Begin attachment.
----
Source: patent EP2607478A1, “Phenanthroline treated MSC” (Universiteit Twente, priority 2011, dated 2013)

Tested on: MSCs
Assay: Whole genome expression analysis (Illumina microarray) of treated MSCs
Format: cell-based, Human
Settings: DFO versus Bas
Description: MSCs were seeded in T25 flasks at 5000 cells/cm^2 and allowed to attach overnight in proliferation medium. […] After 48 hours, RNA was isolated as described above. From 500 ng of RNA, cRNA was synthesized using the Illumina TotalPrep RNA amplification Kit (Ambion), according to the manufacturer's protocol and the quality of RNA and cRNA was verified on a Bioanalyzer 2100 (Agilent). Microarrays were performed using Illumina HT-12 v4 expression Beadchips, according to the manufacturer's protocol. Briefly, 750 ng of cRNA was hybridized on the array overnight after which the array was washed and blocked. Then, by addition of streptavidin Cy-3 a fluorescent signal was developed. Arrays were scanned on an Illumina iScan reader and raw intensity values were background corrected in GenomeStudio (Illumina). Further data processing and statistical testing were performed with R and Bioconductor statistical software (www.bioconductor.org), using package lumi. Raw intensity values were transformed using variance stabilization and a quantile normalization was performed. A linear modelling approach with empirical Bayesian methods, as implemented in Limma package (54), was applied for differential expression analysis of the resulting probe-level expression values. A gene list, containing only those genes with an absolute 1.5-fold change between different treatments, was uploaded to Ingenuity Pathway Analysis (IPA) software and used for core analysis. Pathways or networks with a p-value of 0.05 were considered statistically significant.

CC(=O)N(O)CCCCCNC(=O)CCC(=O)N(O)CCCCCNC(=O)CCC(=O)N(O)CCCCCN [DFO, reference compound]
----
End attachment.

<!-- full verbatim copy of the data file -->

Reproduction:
Source: patent EP2607478A1, “Phenanthroline treated MSC” (Universiteit Twente, priority 2011, dated 2013)

Tested on: MSCs
Assay: Whole genome expression analysis (Illumina microarray) of treated MSCs
Format: cell-based, Human
Settings: DFO versus Bas
Description: MSCs were seeded in T25 flasks at 5000 cells/cm^2 and allowed to attach overnight in proliferation medium. […] After 48 hours, RNA was isolated as described above. From 500 ng of RNA, cRNA was synthesized using the Illumina TotalPrep RNA amplification Kit (Ambion), according to the manufacturer's protocol and the quality of RNA and cRNA was verified on a Bioanalyzer 2100 (Agilent). Microarrays were performed using Illumina HT-12 v4 expression Beadchips, according to the manufacturer's protocol. Briefly, 750 ng of cRNA was hybridized on the array overnight after which the array was washed and blocked. Then, by addition of streptavidin Cy-3 a fluorescent signal was developed. Arrays were scanned on an Illumina iScan reader and raw intensity values were background corrected in GenomeStudio (Illumina). Further data processing and statistical testing were performed with R and Bioconductor statistical software (www.bioconductor.org), using package lumi. Raw intensity values were transformed using variance stabilization and a quantile normalization was performed. A linear modelling approach with empirical Bayesian methods, as implemented in Limma package (54), was applied for differential expression analysis of the resulting probe-level expression values. A gene list, containing only those genes with an absolute 1.5-fold change between different treatments, was uploaded to Ingenuity Pathway Analysis (IPA) software and used for core analysis. Pathways or networks with a p-value of 0.05 were considered statistically significant.

CC(=O)N(O)CCCCCNC(=O)CCC(=O)N(O)CCCCCNC(=O)CCC(=O)N(O)CCCCCN [DFO, reference compound]